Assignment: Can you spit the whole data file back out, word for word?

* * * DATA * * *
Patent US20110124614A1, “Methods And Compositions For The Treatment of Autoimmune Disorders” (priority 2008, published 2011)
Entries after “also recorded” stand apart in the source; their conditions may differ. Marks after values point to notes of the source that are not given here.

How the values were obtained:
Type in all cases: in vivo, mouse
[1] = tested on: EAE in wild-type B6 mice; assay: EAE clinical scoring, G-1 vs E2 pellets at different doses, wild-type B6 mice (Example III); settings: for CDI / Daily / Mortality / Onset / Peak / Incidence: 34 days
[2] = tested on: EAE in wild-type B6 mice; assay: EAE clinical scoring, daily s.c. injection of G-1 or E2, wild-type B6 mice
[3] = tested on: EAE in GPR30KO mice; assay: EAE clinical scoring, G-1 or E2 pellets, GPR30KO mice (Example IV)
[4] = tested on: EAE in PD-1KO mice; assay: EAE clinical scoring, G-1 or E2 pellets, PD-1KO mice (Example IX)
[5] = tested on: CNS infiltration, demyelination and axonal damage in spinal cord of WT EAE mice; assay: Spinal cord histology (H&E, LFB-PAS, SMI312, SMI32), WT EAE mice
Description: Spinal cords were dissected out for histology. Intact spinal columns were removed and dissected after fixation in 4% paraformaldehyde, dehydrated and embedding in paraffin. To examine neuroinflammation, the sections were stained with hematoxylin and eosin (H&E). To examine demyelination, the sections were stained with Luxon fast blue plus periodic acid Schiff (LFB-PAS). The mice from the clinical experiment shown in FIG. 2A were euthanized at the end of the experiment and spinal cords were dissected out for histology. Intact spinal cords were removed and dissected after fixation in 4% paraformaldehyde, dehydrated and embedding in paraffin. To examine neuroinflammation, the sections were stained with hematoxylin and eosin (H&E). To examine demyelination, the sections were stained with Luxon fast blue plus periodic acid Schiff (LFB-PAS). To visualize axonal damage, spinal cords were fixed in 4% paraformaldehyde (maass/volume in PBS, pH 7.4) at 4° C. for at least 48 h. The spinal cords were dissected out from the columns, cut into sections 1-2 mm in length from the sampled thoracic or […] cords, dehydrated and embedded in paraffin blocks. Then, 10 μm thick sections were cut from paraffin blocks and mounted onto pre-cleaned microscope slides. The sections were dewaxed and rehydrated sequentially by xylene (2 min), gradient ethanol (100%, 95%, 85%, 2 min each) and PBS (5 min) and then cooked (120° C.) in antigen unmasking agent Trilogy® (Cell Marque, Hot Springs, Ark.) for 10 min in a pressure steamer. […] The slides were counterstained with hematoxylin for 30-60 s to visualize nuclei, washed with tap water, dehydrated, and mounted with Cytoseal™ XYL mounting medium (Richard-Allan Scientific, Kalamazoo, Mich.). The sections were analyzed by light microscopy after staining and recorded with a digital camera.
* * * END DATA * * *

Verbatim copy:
Patent US20110124614A1, “Methods And Compositions For The Treatment of Autoimmune Disorders” (priority 2008, published 2011)
Entries after “also recorded” stand apart in the source; their conditions may differ. Marks after values point to notes of the source that are not given here.

How the values were obtained:
Type in all cases: in vivo, mouse
[1] = tested on: EAE in wild-type B6 mice; assay: EAE clinical scoring, G-1 vs E2 pellets at different doses, wild-type B6 mice (Example III); settings: for CDI / Daily / Mortality / Onset / Peak / Incidence: 34 days
[2] = tested on: EAE in wild-type B6 mice; assay: EAE clinical scoring, daily s.c. injection of G-1 or E2, wild-type B6 mice
[3] = tested on: EAE in GPR30KO mice; assay: EAE clinical scoring, G-1 or E2 pellets, GPR30KO mice (Example IV)
[4] = tested on: EAE in PD-1KO mice; assay: EAE clinical scoring, G-1 or E2 pellets, PD-1KO mice (Example IX)
[5] = tested on: CNS infiltration, demyelination and axonal damage in spinal cord of WT EAE mice; assay: Spinal cord histology (H&E, LFB-PAS, SMI312, SMI32), WT EAE mice
Description: Spinal cords were dissected out for histology. Intact spinal columns were removed and dissected after fixation in 4% paraformaldehyde, dehydrated and embedding in paraffin. To examine neuroinflammation, the sections were stained with hematoxylin and eosin (H&E). To examine demyelination, the sections were stained with Luxon fast blue plus periodic acid Schiff (LFB-PAS). The mice from the clinical experiment shown in FIG. 2A were euthanized at the end of the experiment and spinal cords were dissected out for histology. Intact spinal cords were removed and dissected after fixation in 4% paraformaldehyde, dehydrated and embedding in paraffin. To examine neuroinflammation, the sections were stained with hematoxylin and eosin (H&E). To examine demyelination, the sections were stained with Luxon fast blue plus periodic acid Schiff (LFB-PAS). To visualize axonal damage, spinal cords were fixed in 4% paraformaldehyde (maass/volume in PBS, pH 7.4) at 4° C. for at least 48 h. The spinal cords were dissected out from the columns, cut into sections 1-2 mm in length from the sampled thoracic or […] cords, dehydrated and embedded in paraffin blocks. Then, 10 μm thick sections were cut from paraffin blocks and mounted onto pre-cleaned microscope slides. The sections were dewaxed and rehydrated sequentially by xylene (2 min), gradient ethanol (100%, 95%, 85%, 2 min each) and PBS (5 min) and then cooked (120° C.) in antigen unmasking agent Trilogy® (Cell Marque, Hot Springs, Ark.) for 10 min in a pressure steamer. […] The slides were counterstained with hematoxylin for 30-60 s to visualize nuclei, washed with tap water, dehydrated, and mounted with Cytoseal™ XYL mounting medium (Richard-Allan Scientific, Kalamazoo, Mich.). The sections were analyzed by light microscopy after staining and recorded with a digital camera.